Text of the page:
Preventing Government Shutdowns: Designing Default Rules for Budgets
David Scott Louk
University of California, Berkeley, School of Law, Students
Indiana University Maurer School of Law
January 1, 2015
David Scott Louk & David Gamage, Preventing Government Shutdowns: Designing Default Rules for Budgets, 86 U. Colo. L. Rev. 181 (2015).
UC Berkeley Public Law Research Paper No. 2339314
In nearly every area of law and governance, default policies exist when lawmakers cannot pass new legislation — typically, the status quo simply remains in effect. To its detriment, U.S. budget making at both the state and federal levels lacks effective defaults. If a new budget isn’t passed by year end, there is no budget. This lack of defaults, coupled with a dysfunctional era of budgetary politics, has led to a number of recent high-profile and costly state and federal government shutdowns.
To date, legal scholarship has failed to address both the causes and costs of government shutdowns and near-shutdowns, and thus has also failed to consider possible solutions to prevent them. This Article seeks to fill this gap, exploring the history and sources of recent government shutdowns. Government shutdowns are the result of a perfect storm of contemporary politics: acrimonious budget making characterized by partisan brinkmanship, game-of-chicken-style negotiation strategies, and strong anti-tax sentiment among many conservative legislators. Drawing on political science work on legislative negotiation theory, this Article explains how these new fiscal politics result in regular budget negotiation failures, greatly increasing the risk of costly government shutdowns or near-shutdowns.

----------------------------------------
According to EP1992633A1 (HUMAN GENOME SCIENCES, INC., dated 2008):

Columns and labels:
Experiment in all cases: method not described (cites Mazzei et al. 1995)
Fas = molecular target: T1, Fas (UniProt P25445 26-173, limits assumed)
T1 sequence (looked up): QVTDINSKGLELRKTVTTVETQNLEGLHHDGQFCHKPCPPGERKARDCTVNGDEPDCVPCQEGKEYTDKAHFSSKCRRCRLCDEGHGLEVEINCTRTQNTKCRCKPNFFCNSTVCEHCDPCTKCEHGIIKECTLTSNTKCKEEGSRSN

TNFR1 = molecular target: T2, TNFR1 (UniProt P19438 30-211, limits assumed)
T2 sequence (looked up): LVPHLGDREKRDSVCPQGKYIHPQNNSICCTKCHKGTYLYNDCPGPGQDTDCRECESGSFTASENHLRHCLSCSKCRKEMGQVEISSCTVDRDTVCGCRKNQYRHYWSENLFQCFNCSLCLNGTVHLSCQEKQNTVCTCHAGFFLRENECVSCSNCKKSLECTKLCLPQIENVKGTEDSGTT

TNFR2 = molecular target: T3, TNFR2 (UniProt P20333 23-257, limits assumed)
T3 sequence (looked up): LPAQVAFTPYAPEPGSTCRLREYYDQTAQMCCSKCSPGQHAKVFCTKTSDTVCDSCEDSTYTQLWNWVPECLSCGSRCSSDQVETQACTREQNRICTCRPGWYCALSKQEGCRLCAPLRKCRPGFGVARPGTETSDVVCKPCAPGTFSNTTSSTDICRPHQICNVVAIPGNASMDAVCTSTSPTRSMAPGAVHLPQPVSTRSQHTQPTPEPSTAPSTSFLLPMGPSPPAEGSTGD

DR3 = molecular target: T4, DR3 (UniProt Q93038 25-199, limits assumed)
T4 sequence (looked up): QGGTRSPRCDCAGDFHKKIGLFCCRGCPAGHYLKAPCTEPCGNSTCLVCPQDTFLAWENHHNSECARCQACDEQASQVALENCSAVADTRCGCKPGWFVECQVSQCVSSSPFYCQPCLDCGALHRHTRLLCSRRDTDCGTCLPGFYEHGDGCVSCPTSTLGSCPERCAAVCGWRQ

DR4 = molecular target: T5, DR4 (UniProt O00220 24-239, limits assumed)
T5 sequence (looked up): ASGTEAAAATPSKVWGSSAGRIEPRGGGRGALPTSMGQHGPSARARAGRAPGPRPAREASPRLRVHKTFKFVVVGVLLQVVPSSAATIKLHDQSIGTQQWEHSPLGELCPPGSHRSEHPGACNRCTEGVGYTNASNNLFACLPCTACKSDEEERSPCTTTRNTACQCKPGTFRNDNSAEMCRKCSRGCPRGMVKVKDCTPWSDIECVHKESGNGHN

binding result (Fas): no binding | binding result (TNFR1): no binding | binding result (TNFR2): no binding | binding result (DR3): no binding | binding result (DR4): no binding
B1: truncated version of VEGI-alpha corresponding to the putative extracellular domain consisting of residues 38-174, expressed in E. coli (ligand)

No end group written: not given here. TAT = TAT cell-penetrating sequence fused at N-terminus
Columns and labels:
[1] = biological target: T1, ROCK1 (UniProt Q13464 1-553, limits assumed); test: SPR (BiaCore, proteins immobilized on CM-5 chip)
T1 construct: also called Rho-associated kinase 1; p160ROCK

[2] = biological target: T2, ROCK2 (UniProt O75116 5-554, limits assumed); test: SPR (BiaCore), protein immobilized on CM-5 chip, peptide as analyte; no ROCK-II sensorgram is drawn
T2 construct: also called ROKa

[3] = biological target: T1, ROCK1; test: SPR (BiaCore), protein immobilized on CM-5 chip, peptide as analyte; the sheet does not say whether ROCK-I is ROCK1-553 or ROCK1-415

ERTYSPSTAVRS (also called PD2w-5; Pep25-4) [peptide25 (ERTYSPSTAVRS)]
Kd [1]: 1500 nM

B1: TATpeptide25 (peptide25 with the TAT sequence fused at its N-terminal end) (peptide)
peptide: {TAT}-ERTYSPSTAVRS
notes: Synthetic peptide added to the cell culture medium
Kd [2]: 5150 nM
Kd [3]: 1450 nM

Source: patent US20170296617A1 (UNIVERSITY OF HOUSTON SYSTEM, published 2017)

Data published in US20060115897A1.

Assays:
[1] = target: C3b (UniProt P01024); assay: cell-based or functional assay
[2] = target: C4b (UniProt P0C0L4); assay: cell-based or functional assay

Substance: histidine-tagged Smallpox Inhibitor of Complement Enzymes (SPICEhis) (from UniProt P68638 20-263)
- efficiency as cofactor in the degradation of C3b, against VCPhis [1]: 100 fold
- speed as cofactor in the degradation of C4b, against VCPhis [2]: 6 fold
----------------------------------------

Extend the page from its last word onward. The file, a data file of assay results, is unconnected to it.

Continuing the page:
From this diagnosis of budgetary dysfunction, this Article advocates for the adoption of default budget policies to maintain government operations in the event that legislators fail to pass a timely budget. This Article explains how default budget policies might be implemented to avert shutdowns and to stabilize the budget-making process. Drawing upon the experiences of several states with automatic continuing appropriations provisions, and the federal experience with sequestration, we explore how default budget policies might work in practice. Properly enacted, default budget policies have the potential to mitigate the harmful consequences of budget negotiation failures and to restore sanity to this era of new fiscal politics.
Number of Pages in PDF File: 79
Keywords: government shutdown, default budget, automatic continuing appropriations, fiscal politics, state budget, federal budget
Date posted: October 13, 2013 ; Last revised: October 22, 2015